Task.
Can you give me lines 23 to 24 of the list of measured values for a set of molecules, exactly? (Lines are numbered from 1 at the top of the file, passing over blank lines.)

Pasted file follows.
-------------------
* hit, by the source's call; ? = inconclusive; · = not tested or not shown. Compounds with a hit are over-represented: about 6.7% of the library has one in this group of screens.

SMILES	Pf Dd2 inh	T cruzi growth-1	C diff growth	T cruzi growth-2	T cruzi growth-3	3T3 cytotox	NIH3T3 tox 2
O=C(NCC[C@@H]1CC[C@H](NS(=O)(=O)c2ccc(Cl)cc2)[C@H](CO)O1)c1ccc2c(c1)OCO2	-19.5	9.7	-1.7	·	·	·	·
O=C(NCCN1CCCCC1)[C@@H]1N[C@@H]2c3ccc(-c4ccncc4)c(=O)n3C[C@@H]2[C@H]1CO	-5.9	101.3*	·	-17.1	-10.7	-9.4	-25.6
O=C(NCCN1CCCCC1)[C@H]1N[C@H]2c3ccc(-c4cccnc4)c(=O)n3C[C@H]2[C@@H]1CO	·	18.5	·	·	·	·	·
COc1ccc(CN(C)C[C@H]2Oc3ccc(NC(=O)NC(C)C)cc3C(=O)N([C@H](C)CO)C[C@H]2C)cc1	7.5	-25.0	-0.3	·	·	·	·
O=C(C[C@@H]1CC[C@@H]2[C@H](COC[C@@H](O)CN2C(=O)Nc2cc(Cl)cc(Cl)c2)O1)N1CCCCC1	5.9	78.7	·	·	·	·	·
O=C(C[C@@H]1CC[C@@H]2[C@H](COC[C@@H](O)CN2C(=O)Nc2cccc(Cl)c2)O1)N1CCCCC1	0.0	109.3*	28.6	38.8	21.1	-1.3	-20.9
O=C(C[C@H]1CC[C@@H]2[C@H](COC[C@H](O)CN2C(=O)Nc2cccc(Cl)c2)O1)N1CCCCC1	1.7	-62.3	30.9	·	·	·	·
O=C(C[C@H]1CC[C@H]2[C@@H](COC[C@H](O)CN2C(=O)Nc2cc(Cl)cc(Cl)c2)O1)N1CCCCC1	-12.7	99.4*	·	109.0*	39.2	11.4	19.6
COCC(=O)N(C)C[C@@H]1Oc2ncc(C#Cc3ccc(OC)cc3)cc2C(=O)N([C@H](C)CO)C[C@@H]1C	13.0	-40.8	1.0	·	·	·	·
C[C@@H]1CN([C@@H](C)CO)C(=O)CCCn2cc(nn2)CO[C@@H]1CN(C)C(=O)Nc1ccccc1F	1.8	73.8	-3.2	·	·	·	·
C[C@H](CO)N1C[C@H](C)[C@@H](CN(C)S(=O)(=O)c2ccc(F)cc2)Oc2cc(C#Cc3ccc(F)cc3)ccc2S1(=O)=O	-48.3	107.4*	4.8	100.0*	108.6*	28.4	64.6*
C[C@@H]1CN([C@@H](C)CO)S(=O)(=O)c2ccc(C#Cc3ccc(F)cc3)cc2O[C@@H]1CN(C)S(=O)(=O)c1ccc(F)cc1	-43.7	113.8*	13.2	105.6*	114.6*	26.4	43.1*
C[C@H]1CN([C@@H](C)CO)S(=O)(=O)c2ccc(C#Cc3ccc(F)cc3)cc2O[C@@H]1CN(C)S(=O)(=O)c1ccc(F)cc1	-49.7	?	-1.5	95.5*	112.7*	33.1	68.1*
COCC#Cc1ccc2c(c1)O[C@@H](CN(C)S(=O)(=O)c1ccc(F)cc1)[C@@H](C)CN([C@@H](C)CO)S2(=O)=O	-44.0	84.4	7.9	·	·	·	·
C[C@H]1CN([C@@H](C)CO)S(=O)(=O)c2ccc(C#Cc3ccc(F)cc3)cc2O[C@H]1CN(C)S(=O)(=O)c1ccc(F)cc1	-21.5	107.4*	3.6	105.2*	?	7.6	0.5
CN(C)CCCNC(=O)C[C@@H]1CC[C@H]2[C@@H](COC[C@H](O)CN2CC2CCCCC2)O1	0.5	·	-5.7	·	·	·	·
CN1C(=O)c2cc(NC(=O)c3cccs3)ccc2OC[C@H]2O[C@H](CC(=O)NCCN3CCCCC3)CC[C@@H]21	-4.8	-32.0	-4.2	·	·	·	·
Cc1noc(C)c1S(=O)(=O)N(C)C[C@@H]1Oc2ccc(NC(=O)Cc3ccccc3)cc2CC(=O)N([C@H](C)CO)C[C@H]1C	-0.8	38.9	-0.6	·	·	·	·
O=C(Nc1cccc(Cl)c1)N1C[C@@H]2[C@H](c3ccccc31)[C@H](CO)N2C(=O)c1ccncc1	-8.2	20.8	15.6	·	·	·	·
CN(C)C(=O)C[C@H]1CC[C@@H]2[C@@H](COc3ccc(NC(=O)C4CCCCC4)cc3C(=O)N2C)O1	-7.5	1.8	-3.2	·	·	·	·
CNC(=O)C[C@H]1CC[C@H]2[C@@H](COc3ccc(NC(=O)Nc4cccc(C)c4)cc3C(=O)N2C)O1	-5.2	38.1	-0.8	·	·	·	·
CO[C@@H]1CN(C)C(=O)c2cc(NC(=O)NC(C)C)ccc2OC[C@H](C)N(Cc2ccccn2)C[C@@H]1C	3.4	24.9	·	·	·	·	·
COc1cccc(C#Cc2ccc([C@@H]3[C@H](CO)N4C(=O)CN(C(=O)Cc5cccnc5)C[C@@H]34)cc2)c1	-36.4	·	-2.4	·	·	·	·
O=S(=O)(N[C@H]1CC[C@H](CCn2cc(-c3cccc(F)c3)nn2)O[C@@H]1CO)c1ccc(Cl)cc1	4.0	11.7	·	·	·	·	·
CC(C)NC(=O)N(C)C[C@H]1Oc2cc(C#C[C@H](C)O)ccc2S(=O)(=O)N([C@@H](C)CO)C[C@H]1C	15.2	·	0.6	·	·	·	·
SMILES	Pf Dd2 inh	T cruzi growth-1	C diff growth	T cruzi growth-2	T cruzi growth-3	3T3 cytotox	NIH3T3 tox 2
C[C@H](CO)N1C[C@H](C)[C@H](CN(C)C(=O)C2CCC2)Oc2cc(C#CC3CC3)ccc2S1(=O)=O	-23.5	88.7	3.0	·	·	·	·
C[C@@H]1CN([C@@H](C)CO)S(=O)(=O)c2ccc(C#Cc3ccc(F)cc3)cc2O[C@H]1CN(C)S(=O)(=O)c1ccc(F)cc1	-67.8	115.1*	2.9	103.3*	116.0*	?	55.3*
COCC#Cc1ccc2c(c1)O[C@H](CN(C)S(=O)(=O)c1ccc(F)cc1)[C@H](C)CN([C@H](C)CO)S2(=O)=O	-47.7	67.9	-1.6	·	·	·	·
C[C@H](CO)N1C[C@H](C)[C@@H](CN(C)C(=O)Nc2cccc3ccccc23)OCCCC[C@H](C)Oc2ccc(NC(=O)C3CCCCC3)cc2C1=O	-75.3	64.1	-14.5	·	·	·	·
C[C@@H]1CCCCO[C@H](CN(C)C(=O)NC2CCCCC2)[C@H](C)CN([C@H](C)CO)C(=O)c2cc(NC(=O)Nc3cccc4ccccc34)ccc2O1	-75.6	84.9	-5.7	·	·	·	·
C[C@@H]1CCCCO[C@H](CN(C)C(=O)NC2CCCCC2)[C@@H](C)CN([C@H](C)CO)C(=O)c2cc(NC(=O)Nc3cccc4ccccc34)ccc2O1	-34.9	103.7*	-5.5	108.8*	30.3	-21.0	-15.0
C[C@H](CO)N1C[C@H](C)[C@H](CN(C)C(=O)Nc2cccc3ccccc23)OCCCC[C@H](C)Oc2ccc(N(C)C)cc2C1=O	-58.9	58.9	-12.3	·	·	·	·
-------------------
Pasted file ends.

CNC(=O)C[C@H]1CC[C@H]2[C@@H](COc3ccc(NC(=O)Nc4cccc(C)c4)cc3C(=O)N2C)O1	-5.2	38.1	-0.8	·	·	·	·
CO[C@@H]1CN(C)C(=O)c2cc(NC(=O)NC(C)C)ccc2OC[C@H](C)N(Cc2ccccn2)C[C@@H]1C	3.4	24.9	·	·	·	·	·